On with Reagan's counterrevolution

The battle cry of this GOP convention is ''We shall continue.'' Republican National Committee chairman Frank Fahrenkopf Jr. told reporters that this is the basis of the futuristic theme his party is now stressing. ''Economic recovery will continue,'' he says. ''Patriotism ... will continue. That's what we will tell the voters.''

Congressman Richard Cheney (R) of Wyoming underscores what Republicans assembled here in Dallas are not going to talk about if they can help it: ''We fought for a balanced budget for 40 years - and lost.'' This highly regarded Republican says, ''But no more.'' So the thrust of this convention is to follow President Reagan's lead. He says no more taxes if he can avoid it. The delegates say, ''Wonderful!'' And when Mr. Reagan says to soft-pedal budget-balancing and rely on the stimulated economy to make inroads on the deficit, the delegates are going along with their leader.

Anyone who talks to Republicans these days knows that the party pretty much belongs to Ronald Reagan. It isn't that the President exercises an iron control. It's more that a popular, personable leader has won the affection and the allegiance of party workers and GOP rank and file from coast to coast.

Reagan supporters like what they see - what they perceive to be a President who has already made a ''difference'' in the direction of the nation. They are convinced that he has put in place a counterrevolution against what was begun by Franklin Roosevelt.

The consensus among delegates is to back a campaign theme that will say, ''Let us continue the Reagan counterrevolution: Let us continue to cut federal spending and to reduce the role of federal government in the lives of all Americans.'' This doesn't mean that the Republicans don't want to balance the budget. Not at all. They say that this is actually a conservative theme and that Walter Mondale has no right to try to take it over.

But with an eye on the rebounding economy, Republicans are content to let Reagan carry on with an approach that has lessened the burden of taxes on most of them while, at the same time, slashing inflation to a trickle and igniting a near-boom. They think they have the winning issue - how well things are going right now. They are convinced that Mr. Mondale cannot win by telling people the economy will fall apart in the future unless they follow his lead.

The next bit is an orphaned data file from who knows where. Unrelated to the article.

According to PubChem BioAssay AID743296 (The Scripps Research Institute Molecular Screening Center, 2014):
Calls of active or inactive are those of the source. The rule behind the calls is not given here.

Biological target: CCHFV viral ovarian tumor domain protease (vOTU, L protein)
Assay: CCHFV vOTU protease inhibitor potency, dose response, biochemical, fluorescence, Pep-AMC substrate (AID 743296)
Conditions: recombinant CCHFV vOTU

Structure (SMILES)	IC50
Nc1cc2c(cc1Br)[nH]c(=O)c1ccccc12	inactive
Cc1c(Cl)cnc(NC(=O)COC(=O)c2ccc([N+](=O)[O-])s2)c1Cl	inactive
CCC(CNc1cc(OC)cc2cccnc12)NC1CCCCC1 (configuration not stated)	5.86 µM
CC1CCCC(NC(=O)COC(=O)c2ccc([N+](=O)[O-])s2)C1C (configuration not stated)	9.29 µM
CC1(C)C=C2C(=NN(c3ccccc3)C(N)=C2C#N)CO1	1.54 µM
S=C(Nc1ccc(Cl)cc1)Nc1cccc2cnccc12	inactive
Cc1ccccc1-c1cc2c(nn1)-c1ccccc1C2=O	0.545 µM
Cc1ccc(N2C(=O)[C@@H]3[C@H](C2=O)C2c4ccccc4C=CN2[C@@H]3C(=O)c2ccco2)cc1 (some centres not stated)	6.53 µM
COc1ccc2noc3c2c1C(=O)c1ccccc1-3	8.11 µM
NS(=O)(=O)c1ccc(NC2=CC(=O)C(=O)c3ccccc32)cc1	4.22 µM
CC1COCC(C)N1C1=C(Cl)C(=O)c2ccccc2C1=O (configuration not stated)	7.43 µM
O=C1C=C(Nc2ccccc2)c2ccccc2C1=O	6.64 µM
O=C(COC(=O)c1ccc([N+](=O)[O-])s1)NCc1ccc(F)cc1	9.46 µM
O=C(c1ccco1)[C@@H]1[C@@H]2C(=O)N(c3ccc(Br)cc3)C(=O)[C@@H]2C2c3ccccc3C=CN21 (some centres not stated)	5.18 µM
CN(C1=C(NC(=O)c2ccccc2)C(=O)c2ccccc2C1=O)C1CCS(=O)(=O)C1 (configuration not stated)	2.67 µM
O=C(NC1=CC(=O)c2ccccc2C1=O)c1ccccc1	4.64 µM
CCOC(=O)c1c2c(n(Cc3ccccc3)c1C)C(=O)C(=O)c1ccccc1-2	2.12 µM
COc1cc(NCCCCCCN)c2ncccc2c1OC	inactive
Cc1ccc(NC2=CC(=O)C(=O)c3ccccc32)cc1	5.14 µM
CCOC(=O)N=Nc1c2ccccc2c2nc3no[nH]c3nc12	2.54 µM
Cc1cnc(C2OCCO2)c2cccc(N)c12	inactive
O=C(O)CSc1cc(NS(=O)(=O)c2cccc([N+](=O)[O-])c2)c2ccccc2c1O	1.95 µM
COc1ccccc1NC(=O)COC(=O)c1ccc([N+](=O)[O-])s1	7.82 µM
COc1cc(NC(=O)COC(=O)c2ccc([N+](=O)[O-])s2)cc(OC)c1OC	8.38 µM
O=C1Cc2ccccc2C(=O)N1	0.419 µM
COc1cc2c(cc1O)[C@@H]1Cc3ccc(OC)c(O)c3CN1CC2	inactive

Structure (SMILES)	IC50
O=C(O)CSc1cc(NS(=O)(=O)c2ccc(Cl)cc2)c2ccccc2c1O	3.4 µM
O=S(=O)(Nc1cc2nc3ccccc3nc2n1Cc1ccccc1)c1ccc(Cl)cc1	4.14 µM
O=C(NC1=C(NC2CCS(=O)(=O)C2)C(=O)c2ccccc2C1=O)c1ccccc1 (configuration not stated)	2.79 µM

Republicans could - and probably will - cite the CBS/New York Times poll which shows that 55 percent of those polled said the country was better off now than it was four years ago, and 54 percent said they were personally better off.

As Richard Cheney emphasizes, the Republicans think that if the Democrats make a balanced budget the centerpiece of their campaign, as Mondale seems to be doing, it will be a losing issue for Mondale. True, Reagan talked about such a goal when he ran in 1980. But his central theme was to get the country moving again, which economic indicators show he has accomplished.

Mondale cannot tell the voters he can rescue it from economic doldrums, since it simply isn't true. All he can allege is that the upturn has not helped the poor and disadvantaged. And he can further say, as he does, that unless the country adopts a big Mondale-sponsored tax increase, the economy will soon fall apart.

Republicans are willing to let Mondale have this argument. But they are convinced that in the long run the voters will back a President who can point to a large measure of success in the economic arena while, at the same time, he can pledge:

''We will continue to cut the fat out of domestic programs. And we won't increase taxes unless we finally find that this is necessary.''

So it is that the Republicans seem more than willing to let the Reagan years and his record speak for themselves. ''Let us continue'' was a Lyndon Johnson theme, which he made on taking over the presidency right after John F. Kennedy was assassinated. It is also the theme of this convention - and of this President.

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